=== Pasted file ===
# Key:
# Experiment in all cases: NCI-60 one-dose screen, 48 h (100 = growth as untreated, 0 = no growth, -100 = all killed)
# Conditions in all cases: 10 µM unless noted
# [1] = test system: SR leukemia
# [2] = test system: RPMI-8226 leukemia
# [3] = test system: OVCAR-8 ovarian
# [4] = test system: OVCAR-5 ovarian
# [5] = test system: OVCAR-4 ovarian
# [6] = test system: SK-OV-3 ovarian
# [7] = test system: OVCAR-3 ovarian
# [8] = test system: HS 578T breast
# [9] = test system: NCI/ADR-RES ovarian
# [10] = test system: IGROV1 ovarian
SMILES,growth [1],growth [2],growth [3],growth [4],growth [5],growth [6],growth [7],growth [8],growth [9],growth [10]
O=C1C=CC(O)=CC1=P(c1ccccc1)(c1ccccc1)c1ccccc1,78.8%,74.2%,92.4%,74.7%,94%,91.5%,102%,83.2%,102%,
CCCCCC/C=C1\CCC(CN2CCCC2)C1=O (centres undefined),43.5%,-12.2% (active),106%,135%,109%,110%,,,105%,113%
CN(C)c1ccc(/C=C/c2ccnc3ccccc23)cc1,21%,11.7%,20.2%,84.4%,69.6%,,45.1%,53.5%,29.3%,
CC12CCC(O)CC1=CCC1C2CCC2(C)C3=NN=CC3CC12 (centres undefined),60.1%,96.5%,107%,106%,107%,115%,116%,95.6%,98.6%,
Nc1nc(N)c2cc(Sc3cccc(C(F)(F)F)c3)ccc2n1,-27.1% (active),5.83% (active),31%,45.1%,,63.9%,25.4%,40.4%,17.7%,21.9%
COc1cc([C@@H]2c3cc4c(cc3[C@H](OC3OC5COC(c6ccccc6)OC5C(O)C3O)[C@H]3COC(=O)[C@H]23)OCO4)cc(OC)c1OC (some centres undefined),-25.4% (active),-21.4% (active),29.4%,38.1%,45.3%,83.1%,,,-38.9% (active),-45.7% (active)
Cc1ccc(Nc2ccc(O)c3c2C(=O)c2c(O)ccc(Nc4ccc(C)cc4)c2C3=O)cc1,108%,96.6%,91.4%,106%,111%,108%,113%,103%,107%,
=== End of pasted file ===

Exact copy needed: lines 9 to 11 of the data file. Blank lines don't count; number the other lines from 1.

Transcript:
# [6] = test system: SK-OV-3 ovarian
# [7] = test system: OVCAR-3 ovarian
# [8] = test system: HS 578T breast